flexstub(obj) will now accept a block argument in the same way that flexmock() does.
When stubbing Class objects, the any_instance method can be used to automatically stub any instance object created by the class. For example, if you wish that any Connection object created during a test has a stubbed "send" method, you could do the following:
def test_connections flexstub(Connection).any_instance do |new_con| new_con.should_receive(:send).and_return(0) end connection = Connection.new connection.send # This calls the stubbed version of send. end
Only objects created during the test will be automatically stubbed.
Existing objects are unaffected.
Easy integration with Test::Unit. Mocks created with the flexmock method are automatically verified at the end of the test.
A fluent interface that allows mock behavior to be specified very easily.
A "record mode" where an existing implementation can record its interaction with a mock for later validation against a new implementation.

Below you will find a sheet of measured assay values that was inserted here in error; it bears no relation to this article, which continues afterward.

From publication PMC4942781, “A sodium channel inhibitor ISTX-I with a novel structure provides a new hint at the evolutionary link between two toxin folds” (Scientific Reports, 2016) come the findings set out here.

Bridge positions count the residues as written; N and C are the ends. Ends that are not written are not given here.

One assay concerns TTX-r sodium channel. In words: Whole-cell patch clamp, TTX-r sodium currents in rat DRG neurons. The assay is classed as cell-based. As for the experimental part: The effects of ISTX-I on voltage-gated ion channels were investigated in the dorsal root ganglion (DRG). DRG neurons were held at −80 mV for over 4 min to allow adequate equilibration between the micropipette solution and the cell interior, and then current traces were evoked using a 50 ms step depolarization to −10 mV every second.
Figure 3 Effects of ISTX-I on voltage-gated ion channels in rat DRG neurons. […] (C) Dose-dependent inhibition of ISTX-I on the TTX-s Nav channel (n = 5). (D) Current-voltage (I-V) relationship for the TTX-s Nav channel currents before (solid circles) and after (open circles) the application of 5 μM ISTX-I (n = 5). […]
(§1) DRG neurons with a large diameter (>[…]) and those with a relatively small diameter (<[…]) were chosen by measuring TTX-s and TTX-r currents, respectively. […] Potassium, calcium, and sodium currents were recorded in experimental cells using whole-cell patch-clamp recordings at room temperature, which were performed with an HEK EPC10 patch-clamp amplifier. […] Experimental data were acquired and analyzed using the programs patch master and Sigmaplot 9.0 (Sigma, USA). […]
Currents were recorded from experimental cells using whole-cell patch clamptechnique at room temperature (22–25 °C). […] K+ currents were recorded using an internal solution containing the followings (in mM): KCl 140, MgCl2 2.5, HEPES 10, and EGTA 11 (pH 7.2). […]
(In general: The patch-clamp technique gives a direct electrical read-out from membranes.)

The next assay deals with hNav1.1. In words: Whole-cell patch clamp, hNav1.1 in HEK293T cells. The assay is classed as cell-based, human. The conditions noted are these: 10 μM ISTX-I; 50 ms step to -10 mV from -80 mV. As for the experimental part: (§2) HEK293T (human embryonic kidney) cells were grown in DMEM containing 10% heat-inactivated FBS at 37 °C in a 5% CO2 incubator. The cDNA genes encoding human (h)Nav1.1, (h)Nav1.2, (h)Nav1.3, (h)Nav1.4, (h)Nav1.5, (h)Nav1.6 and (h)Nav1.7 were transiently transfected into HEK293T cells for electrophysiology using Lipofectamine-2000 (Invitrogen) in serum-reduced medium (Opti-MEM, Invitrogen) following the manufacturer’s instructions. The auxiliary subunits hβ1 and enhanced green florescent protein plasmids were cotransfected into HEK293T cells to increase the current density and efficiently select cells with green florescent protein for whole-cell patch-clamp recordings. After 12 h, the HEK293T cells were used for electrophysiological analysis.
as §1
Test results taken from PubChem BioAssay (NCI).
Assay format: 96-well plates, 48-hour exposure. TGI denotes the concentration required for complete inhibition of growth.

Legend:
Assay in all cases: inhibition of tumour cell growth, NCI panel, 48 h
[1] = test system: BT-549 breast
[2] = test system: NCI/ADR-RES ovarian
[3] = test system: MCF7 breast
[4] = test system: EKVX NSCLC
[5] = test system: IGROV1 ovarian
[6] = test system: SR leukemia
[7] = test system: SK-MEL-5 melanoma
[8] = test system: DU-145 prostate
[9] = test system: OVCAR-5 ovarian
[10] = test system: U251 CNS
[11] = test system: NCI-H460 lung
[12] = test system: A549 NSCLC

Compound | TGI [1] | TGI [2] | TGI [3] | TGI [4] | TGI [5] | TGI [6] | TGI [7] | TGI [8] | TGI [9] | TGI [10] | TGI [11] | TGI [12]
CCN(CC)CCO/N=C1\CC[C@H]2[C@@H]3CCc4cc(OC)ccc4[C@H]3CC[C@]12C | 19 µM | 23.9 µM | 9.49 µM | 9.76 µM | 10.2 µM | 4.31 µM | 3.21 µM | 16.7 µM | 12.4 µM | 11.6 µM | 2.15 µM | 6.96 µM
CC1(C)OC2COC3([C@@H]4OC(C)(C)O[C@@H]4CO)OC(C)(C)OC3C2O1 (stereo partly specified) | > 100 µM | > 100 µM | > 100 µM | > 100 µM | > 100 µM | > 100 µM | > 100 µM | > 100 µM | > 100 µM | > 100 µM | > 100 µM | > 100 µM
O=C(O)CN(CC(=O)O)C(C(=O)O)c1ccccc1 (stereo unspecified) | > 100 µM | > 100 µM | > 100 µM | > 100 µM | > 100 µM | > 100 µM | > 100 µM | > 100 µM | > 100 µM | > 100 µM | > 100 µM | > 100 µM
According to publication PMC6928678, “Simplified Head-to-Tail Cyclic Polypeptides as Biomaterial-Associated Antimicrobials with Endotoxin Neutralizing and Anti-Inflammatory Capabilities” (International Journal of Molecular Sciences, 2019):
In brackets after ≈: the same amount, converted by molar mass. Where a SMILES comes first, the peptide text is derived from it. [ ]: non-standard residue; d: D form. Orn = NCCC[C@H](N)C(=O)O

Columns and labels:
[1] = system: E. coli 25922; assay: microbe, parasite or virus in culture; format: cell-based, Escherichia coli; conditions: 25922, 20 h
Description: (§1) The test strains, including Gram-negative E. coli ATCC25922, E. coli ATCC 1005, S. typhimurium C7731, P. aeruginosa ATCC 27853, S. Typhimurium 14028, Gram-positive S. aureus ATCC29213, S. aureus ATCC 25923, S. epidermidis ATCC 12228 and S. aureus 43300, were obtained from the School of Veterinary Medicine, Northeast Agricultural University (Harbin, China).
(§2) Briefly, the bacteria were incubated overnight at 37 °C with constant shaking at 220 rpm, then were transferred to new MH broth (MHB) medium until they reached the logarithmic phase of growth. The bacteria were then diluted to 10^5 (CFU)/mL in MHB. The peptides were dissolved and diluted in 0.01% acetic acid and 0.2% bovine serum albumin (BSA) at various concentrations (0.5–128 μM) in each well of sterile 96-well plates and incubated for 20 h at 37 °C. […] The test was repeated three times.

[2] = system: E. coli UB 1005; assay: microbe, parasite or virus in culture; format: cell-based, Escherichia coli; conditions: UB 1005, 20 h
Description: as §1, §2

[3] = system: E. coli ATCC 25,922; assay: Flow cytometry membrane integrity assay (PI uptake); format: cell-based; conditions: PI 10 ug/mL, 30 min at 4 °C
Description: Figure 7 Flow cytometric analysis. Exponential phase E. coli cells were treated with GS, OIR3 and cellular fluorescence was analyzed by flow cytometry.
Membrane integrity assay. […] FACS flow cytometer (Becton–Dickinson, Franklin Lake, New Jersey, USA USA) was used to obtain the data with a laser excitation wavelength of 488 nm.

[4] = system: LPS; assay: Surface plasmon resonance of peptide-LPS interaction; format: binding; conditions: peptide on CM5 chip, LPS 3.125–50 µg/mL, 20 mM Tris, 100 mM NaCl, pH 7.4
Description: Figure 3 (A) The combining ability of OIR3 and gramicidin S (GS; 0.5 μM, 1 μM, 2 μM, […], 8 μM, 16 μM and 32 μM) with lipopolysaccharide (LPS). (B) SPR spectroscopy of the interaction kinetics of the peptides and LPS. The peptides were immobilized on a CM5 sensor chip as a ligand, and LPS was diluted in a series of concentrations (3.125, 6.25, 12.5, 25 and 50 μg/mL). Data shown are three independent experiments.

Easy mocking of individual methods in existing, non-mock objects.
Suppose you had a Dog object that wagged a tail when it was happy. Something like this:
class Dog def initialize(a_tail) @tail = a_tail end def happy @tail.wag end end
To test the
Dog class without a real
(perhaps because real
Tail objects activate servos in some
robotic equipment), you can do something like this:
require 'test/unit' require 'flexmock'
class TestDog < Test::Unit::TestCase include FlexMock::TestCase def test_dog_wags_tail_when_happy tail = flexmock("tail") tail.should_receive(:wag).once dog = Dog.new(tail) dog.happy end end
FlexMock will automatically verify that
the mocked tail object received the message
wag exactly one
time. If it doesn't, the test will not pass.
See the FlexMock documentation at onestepback.org/software/flexmock for details on specifying arguments and return values on mocked methods, as well as a simple technique for mocking tail objects when the Dog class creates the tail objects directly.
You can make sure you have the latest version with a quick RubyGems command:
gem install flexmock (you may need root/admin privileges)
Otherwise, you can get it from the more traditional places:
You will find documentation at: onestepback.org/software/flexmock/
-- Jim Weirich